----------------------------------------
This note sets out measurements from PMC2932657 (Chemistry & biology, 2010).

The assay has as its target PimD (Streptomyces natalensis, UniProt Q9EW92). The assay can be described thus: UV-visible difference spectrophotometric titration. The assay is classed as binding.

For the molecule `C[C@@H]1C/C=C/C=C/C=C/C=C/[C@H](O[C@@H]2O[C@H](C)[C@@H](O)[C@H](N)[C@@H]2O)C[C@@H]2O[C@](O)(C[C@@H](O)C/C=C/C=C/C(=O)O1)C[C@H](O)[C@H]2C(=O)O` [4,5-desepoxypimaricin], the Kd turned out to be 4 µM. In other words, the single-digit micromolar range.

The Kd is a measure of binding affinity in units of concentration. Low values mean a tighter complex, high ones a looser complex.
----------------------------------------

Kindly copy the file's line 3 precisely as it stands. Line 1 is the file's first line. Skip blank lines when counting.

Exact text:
For the molecule `C[C@@H]1C/C=C/C=C/C=C/C=C/[C@H](O[C@@H]2O[C@H](C)[C@@H](O)[C@H](N)[C@@H]2O)C[C@@H]2O[C@](O)(C[C@@H](O)C/C=C/C=C/C(=O)O1)C[C@H](O)[C@H]2C(=O)O` [4,5-desepoxypimaricin], the Kd turned out to be 4 µM. In other words, the single-digit micromolar range.